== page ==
Nicole also shared that, “Most of the time I’ve said this, they’ve understood and honored it.  The ones that got a little ruffled, are the ones who will suck you dry and likely leave you paying for your own coffee. And theirs. Run. Fast.” Beep Beep!

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Why a Climate Policy Primer?

29 04 2009

Because crafting a comprehensive climate bill will be on the table in the coming weeks as our elected officials in WDC start debating climate policy legislation, President Obama no doubt knew that he needed to break it down in simple terms in his Earth Day speech for Congress, as well as the masses. Clearly, it’s critical that our elected officials thoroughly understand what’s involved, and, if you, like me, don’t want to just hope for the best on this, why not send them something to help educate them?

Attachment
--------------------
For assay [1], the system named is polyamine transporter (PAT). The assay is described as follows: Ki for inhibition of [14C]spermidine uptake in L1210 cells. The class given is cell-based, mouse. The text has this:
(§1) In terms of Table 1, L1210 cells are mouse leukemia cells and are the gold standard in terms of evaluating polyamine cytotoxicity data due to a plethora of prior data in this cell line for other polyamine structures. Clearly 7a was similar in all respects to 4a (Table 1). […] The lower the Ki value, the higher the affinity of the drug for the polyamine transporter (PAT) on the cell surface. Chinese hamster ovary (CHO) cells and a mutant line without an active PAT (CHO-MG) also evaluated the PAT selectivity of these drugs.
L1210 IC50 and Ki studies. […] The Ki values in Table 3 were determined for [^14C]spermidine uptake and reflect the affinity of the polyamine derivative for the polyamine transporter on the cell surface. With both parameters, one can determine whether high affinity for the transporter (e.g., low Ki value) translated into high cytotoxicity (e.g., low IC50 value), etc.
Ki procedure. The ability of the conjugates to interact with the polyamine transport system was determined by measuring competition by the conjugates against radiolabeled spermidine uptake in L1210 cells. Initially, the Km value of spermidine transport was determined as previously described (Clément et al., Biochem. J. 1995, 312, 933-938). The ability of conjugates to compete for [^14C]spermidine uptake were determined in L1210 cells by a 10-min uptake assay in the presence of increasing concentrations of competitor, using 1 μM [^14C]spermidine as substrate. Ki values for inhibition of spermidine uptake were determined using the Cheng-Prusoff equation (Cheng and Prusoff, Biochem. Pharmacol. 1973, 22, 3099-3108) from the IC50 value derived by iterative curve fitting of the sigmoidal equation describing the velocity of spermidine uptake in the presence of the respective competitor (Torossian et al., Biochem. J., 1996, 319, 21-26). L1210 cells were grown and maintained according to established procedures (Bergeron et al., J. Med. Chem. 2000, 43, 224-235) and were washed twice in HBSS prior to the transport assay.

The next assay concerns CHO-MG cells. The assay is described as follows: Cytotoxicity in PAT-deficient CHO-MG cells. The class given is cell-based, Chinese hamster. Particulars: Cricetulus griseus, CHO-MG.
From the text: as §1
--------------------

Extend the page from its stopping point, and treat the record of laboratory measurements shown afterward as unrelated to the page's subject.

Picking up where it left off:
What you ask? Thanks to the SVP event we attended last night, that was hosted by Aaron Fairchild of G2B Ventures, I have just the thing….

The brilliant folks at Sightline Institute already wrote, and have made available, a handy Climate Policy Primer doc you can download via the link below for forwarding to your state representatives. It’s called, “Cap and Trade 101: A Climate Policy Primer.”  Check it out and please spread the word!

Download:

cap-trade_101_climate_policy_primer